And so I think there’s a way to do short-term missions, but for such trips, you really need cultural guides to guide the visiting community through that process, to get those things established. The White person going in to the situation can’t understand and receive it because the differences are so glaring, so there has to be some people who can serve as a bridge, people who are able to communicate in both languages, so to speak. The White folks then walk away humbled at what they’ve received and feeling good about themselves, but in a different way. I think that can be done; we just have to change the paradigm.
TOJ: What you’re describing is so beautiful and tangible. It’s moving. You’ve talked and written about shalom, this sense of harmony and peace that is not inactivity but that instead has a kind of generativity. The image you’re describing there with that story seems like a little pocket of shalom.
RW: During the nineteenth- and mid-twentieth centuries, our church was actually the church that White people sent Native students to for a residential Indian boarding school. It was like a chamber of horrors. I encourage anyone who doesn’t know that story to go online and read about it.5 A lot of our Native elders and others who went through the boarding school would tell me things like, “Pastor, you know, I read my Bible, and I pray, but I will never set foot inside that church because it just brings back too much trauma.” And so we built ourselves an arbor with a tent around it, and we ended up holding most of our services outside. We had a real nice church that the missionaries built, but most of our time was spent outside. And some of those people did come around the fire. I understood that trauma, and we wanted to let those people know that they could still be with us and together. As a church, we turned outside toward the community.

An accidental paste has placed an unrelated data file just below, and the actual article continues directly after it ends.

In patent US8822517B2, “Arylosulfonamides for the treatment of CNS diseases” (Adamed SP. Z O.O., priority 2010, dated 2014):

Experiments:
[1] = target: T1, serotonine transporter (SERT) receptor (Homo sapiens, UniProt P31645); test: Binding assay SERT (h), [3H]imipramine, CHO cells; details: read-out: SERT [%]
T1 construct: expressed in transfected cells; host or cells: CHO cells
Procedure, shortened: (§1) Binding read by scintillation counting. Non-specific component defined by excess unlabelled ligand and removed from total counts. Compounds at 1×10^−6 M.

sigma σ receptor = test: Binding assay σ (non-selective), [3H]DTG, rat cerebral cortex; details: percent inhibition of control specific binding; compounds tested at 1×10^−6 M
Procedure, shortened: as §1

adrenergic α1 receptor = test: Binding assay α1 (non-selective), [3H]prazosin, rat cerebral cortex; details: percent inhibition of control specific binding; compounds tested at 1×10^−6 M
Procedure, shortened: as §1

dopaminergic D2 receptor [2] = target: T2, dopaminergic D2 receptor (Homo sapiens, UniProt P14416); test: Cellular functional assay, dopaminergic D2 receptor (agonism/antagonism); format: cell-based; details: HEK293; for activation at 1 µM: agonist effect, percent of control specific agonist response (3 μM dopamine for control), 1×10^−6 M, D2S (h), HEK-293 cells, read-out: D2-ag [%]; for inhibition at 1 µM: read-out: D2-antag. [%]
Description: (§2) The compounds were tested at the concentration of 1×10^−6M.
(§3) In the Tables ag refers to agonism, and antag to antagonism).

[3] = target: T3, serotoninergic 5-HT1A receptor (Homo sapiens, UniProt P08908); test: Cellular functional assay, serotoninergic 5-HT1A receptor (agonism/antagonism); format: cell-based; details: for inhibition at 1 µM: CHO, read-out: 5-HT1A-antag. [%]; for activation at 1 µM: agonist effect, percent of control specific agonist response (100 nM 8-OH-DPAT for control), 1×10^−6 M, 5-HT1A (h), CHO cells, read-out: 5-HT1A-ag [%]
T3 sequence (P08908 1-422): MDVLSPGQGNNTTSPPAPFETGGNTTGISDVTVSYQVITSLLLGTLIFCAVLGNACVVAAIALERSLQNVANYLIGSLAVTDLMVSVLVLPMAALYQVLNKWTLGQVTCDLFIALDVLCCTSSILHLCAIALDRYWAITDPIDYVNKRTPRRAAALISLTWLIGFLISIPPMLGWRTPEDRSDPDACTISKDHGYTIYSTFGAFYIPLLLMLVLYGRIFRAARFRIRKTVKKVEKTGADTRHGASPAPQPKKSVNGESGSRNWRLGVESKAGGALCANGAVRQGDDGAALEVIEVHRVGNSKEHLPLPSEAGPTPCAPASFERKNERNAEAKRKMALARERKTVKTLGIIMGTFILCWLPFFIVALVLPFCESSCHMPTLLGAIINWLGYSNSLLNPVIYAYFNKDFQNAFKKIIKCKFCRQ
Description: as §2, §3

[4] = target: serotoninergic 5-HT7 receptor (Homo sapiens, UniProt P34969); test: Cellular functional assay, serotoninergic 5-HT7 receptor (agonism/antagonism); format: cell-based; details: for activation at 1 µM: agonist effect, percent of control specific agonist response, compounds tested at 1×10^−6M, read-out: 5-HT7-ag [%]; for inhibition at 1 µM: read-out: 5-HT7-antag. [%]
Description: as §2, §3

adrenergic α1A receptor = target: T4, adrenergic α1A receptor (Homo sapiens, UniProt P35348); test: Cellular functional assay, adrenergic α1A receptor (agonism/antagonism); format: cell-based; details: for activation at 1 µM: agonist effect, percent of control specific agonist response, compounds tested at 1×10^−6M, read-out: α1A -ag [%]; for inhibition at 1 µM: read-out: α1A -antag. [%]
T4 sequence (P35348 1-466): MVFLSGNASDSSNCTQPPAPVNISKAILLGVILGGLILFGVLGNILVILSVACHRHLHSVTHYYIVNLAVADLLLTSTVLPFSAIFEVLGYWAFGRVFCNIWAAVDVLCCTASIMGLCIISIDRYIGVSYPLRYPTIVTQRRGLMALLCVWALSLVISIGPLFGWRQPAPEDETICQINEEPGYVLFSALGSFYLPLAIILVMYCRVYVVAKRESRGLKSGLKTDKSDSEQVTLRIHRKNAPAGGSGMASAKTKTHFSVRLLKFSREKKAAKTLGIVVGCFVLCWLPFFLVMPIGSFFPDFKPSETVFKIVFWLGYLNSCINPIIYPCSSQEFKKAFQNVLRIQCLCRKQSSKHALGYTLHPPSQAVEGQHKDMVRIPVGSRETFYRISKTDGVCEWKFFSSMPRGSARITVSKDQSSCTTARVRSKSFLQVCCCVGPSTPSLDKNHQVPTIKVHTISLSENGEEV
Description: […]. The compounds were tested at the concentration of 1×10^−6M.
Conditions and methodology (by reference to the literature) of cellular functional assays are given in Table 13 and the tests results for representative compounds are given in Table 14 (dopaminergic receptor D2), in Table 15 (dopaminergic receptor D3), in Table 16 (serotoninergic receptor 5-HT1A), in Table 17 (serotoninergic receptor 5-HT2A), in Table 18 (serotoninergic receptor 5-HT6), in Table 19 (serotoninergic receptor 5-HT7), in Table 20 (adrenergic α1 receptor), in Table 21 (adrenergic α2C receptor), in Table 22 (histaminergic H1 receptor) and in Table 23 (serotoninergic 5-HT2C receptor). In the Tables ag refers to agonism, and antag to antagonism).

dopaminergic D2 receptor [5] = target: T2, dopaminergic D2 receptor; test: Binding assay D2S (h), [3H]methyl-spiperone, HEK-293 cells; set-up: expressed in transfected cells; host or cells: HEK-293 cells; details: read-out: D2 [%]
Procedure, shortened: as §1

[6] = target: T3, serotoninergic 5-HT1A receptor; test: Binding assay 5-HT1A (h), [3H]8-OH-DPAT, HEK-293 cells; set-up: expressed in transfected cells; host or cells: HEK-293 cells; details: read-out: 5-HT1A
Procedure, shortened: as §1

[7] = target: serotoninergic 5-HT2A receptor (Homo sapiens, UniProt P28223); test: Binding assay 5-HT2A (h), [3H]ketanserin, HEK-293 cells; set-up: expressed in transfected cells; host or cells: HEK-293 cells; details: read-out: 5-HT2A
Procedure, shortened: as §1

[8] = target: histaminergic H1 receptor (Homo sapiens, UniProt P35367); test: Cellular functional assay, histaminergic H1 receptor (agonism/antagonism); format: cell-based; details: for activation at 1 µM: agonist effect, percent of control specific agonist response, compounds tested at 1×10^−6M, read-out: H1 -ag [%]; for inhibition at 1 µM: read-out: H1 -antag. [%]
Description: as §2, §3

To again reference the Old Testament scholar Brueggemann, he develops what I think is probably the best model of shalom in his book Peace. I call it the Shalom/Sabbath/Jubilee construct. It’s a construct that’s present throughout most of Scripture, and Brueggemann says that what most churches need to do is simply take their budget, walk around their own neighborhoods, see where shalom has been broken, and then put all their money and their effort and their time into restoring shalom in the community.6 That’s kind of what we did there.